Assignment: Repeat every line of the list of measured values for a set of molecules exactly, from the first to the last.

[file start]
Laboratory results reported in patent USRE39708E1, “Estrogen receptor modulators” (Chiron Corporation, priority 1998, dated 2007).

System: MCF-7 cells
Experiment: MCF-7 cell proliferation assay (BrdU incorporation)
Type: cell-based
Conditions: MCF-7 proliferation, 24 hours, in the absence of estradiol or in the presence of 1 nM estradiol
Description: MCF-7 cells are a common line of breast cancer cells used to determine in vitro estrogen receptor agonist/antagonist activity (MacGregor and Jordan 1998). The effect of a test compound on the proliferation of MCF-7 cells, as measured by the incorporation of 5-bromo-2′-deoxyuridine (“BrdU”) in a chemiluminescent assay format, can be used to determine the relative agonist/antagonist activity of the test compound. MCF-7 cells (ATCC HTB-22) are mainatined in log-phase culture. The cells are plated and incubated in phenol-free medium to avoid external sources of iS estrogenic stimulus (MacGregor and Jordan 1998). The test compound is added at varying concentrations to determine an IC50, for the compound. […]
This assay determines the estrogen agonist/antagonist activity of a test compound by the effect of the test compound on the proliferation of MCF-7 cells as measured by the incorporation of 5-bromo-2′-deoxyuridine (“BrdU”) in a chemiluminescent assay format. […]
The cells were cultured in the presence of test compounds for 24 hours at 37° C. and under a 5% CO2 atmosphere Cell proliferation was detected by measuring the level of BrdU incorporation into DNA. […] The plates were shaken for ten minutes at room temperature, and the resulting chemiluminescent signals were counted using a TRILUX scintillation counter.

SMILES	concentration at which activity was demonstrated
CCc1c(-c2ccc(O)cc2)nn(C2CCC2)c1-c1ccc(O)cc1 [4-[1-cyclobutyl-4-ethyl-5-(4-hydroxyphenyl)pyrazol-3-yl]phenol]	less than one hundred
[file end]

Laboratory results reported in patent USRE39708E1, “Estrogen receptor modulators” (Chiron Corporation, priority 1998, dated 2007).

System: MCF-7 cells
Experiment: MCF-7 cell proliferation assay (BrdU incorporation)
Type: cell-based
Conditions: MCF-7 proliferation, 24 hours, in the absence of estradiol or in the presence of 1 nM estradiol
Description: MCF-7 cells are a common line of breast cancer cells used to determine in vitro estrogen receptor agonist/antagonist activity (MacGregor and Jordan 1998). The effect of a test compound on the proliferation of MCF-7 cells, as measured by the incorporation of 5-bromo-2′-deoxyuridine (“BrdU”) in a chemiluminescent assay format, can be used to determine the relative agonist/antagonist activity of the test compound. MCF-7 cells (ATCC HTB-22) are mainatined in log-phase culture. The cells are plated and incubated in phenol-free medium to avoid external sources of iS estrogenic stimulus (MacGregor and Jordan 1998). The test compound is added at varying concentrations to determine an IC50, for the compound. […]
This assay determines the estrogen agonist/antagonist activity of a test compound by the effect of the test compound on the proliferation of MCF-7 cells as measured by the incorporation of 5-bromo-2′-deoxyuridine (“BrdU”) in a chemiluminescent assay format. […]
The cells were cultured in the presence of test compounds for 24 hours at 37° C. and under a 5% CO2 atmosphere Cell proliferation was detected by measuring the level of BrdU incorporation into DNA. […] The plates were shaken for ten minutes at room temperature, and the resulting chemiluminescent signals were counted using a TRILUX scintillation counter.

SMILES	concentration at which activity was demonstrated
CCc1c(-c2ccc(O)cc2)nn(C2CCC2)c1-c1ccc(O)cc1 [4-[1-cyclobutyl-4-ethyl-5-(4-hydroxyphenyl)pyrazol-3-yl]phenol]	less than one hundred